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2000 ISO 18 mm 3.5 aperture 1/500 shutter speed

I had to use a fast shutter speed (500) to capture the motion of the tool he was using without getting any blur and I sacrificed my ISO (technically I probably could have used a lower ISO, and I do have some photos of the blacksmith with an ISO of 1250).  I think I was playing it a little too safe with the high ISO

I ran into the same situation photographing the animals.  The barn was not well lit and the animals move around a lot.  I just had to use a high shutter speed (500 or 1000) and a low aperture (3.5 for most shots) and I was able to keep the ISO relatively low (around 400 for most shots) .  Again, I was able to use the settings in LightRoom to add color and bring out some contrast in the photos.

Shooting outside was not too hard, especially since I had some cloud cover which prevented sun glare and other issues you can run into when the sun is bright.  However, I have to fess up that I did have a 640 ISO (I should have bumped it down to 100 or so) because I forgot to adjust it after photographing the animals i the barn.  So, always check your settings when you’re changing locations at a photo shoot!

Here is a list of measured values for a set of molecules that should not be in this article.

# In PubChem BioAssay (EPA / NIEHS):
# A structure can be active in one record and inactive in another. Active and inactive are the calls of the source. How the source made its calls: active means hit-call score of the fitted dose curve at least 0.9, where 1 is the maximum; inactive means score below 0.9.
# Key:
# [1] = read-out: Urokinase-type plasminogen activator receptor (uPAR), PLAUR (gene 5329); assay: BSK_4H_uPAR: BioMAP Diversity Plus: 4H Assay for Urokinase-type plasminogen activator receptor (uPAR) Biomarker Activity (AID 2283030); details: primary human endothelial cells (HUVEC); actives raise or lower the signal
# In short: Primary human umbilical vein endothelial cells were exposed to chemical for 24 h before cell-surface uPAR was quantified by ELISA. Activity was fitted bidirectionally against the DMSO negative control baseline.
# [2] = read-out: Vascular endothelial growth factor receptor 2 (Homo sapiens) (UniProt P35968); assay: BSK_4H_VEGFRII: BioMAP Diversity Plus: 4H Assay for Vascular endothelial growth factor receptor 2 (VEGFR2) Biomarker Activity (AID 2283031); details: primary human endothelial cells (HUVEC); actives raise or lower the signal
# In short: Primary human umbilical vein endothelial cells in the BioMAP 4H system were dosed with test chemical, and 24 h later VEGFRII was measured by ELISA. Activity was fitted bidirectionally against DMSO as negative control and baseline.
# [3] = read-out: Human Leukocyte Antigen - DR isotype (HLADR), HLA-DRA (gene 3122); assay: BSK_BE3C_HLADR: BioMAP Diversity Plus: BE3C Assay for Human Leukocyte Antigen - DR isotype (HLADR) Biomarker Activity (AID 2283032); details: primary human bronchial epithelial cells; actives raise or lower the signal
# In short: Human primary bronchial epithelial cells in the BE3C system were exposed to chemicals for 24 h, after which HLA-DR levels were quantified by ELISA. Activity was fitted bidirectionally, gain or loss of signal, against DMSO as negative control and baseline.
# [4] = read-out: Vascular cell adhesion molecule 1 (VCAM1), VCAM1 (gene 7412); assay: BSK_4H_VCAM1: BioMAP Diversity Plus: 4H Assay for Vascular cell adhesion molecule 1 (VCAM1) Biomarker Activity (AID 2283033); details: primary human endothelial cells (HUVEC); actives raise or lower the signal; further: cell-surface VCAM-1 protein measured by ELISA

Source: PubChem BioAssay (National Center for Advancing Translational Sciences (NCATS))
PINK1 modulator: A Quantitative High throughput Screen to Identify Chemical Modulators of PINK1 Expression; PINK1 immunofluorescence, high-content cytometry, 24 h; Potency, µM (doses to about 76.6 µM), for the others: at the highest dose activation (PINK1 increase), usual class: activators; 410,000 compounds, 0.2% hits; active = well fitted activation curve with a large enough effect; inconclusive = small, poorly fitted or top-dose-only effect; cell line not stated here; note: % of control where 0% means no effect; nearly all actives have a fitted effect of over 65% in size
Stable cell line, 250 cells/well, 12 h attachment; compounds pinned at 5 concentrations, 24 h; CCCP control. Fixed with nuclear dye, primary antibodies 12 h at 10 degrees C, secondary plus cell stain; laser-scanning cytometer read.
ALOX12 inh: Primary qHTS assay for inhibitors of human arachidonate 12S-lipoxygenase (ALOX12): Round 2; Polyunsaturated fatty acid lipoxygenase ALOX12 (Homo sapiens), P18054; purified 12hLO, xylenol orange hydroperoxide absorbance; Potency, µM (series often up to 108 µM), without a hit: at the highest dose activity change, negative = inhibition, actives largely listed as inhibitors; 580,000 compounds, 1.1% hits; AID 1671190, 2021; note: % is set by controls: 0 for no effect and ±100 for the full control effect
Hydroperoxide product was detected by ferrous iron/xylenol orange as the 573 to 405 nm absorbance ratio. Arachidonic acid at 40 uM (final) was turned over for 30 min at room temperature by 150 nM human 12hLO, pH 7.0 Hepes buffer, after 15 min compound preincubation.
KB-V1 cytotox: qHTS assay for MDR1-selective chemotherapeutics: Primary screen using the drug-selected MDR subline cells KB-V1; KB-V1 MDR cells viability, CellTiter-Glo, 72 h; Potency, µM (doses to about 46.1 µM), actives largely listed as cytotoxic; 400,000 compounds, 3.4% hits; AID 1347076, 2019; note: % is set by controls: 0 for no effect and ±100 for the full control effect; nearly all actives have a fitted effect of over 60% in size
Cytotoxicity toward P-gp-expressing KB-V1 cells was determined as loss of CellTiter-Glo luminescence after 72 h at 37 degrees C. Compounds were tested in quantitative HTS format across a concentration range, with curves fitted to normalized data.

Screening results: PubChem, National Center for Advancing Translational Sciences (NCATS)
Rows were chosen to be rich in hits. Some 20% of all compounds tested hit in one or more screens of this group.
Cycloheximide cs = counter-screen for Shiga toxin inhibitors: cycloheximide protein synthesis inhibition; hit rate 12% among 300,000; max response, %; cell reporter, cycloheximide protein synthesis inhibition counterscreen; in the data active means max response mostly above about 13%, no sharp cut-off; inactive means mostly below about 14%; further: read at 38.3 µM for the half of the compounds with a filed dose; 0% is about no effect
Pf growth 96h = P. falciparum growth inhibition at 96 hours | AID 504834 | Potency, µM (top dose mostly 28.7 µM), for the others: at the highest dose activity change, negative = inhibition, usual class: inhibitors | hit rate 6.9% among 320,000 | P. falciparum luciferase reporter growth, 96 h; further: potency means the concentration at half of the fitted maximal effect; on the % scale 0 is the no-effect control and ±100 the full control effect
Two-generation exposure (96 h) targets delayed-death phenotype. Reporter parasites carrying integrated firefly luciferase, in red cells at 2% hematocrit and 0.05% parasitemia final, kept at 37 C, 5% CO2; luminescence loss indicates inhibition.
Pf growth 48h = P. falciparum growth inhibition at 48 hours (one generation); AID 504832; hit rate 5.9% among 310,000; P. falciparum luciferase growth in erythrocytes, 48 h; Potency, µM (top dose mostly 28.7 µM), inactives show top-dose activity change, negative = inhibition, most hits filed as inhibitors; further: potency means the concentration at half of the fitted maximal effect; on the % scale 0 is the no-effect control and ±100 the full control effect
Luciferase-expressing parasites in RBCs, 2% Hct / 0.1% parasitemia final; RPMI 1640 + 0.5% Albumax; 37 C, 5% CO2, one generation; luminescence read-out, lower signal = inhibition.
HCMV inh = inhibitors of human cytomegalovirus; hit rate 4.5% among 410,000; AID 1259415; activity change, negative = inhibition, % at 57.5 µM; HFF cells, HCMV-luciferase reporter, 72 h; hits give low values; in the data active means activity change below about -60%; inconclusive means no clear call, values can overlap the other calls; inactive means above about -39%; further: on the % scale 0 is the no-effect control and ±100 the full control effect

Buttonwood Farm (Griswold, CT)

 

Date Of Visit: July 22, 2017

Location: 473 Shetucket Turnpike, Griswold, CT

Cost: Free

Hours:

March 1 – October 30

Current Hours
Mon – Fri
 12pm–9pm
Sat – Sun 11:30am–9pm

Parking: There are about 50 parking spots in the parking lot.  When they are busy, you can park on the side of the busy street (as I had to)

Handicapped Accessible:

Dog Friendly: Yes

Highlights: ice cream shoppe, sunflowers (seasonally), family friendly, cows

Website: Buttonwood Farm

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Once the site of a dairy farm, Buttonwood Farm is so much more now.  Not only do they have a sunflower garden with a maze and a famous ice cream shoppe, they also are the site of one of the more popular charity events each year.

Funny thing is I didn’t find one button the entire time I was there.

During my visit, the sunflowers were in bloom and Buttonwood Farm was holding a fundraiser for their Sunflowers For Wishes charity.